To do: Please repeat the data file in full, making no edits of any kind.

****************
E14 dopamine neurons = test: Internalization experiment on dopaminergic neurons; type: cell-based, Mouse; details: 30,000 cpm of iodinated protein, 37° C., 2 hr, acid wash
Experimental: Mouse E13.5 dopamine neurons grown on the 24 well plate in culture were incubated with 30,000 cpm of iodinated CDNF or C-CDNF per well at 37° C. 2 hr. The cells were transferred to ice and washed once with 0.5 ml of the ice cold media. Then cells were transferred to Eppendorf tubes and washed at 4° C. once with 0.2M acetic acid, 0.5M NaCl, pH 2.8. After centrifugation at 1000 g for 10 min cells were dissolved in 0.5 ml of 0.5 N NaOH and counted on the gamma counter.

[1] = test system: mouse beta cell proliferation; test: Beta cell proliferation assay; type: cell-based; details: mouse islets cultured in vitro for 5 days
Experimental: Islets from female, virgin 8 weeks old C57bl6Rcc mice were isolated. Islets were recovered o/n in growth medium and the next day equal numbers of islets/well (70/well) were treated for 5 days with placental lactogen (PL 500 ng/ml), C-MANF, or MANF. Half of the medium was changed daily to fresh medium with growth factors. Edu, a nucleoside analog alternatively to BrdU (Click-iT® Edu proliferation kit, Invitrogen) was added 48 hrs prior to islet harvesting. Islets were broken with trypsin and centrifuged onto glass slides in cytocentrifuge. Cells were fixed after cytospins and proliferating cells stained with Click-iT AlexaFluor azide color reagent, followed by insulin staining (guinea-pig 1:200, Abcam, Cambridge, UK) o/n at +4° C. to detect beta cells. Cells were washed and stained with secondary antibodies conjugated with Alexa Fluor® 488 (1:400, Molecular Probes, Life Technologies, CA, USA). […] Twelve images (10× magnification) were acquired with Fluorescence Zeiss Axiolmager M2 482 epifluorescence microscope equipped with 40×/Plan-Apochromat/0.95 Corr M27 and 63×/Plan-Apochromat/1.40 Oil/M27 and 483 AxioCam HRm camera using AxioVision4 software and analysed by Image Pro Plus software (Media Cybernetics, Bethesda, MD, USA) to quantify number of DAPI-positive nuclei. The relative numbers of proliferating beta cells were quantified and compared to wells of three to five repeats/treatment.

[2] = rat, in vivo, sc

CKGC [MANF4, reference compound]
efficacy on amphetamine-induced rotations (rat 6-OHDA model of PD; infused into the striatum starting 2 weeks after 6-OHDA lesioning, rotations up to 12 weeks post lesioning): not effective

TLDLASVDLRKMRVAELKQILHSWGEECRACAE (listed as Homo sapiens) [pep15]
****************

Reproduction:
E14 dopamine neurons = test: Internalization experiment on dopaminergic neurons; type: cell-based, Mouse; details: 30,000 cpm of iodinated protein, 37° C., 2 hr, acid wash
Experimental: Mouse E13.5 dopamine neurons grown on the 24 well plate in culture were incubated with 30,000 cpm of iodinated CDNF or C-CDNF per well at 37° C. 2 hr. The cells were transferred to ice and washed once with 0.5 ml of the ice cold media. Then cells were transferred to Eppendorf tubes and washed at 4° C. once with 0.2M acetic acid, 0.5M NaCl, pH 2.8. After centrifugation at 1000 g for 10 min cells were dissolved in 0.5 ml of 0.5 N NaOH and counted on the gamma counter.

[1] = test system: mouse beta cell proliferation; test: Beta cell proliferation assay; type: cell-based; details: mouse islets cultured in vitro for 5 days
Experimental: Islets from female, virgin 8 weeks old C57bl6Rcc mice were isolated. Islets were recovered o/n in growth medium and the next day equal numbers of islets/well (70/well) were treated for 5 days with placental lactogen (PL 500 ng/ml), C-MANF, or MANF. Half of the medium was changed daily to fresh medium with growth factors. Edu, a nucleoside analog alternatively to BrdU (Click-iT® Edu proliferation kit, Invitrogen) was added 48 hrs prior to islet harvesting. Islets were broken with trypsin and centrifuged onto glass slides in cytocentrifuge. Cells were fixed after cytospins and proliferating cells stained with Click-iT AlexaFluor azide color reagent, followed by insulin staining (guinea-pig 1:200, Abcam, Cambridge, UK) o/n at +4° C. to detect beta cells. Cells were washed and stained with secondary antibodies conjugated with Alexa Fluor® 488 (1:400, Molecular Probes, Life Technologies, CA, USA). […] Twelve images (10× magnification) were acquired with Fluorescence Zeiss Axiolmager M2 482 epifluorescence microscope equipped with 40×/Plan-Apochromat/0.95 Corr M27 and 63×/Plan-Apochromat/1.40 Oil/M27 and 483 AxioCam HRm camera using AxioVision4 software and analysed by Image Pro Plus software (Media Cybernetics, Bethesda, MD, USA) to quantify number of DAPI-positive nuclei. The relative numbers of proliferating beta cells were quantified and compared to wells of three to five repeats/treatment.

[2] = rat, in vivo, sc

CKGC [MANF4, reference compound]
efficacy on amphetamine-induced rotations (rat 6-OHDA model of PD; infused into the striatum starting 2 weeks after 6-OHDA lesioning, rotations up to 12 weeks post lesioning): not effective

TLDLASVDLRKMRVAELKQILHSWGEECRACAE (listed as Homo sapiens) [pep15]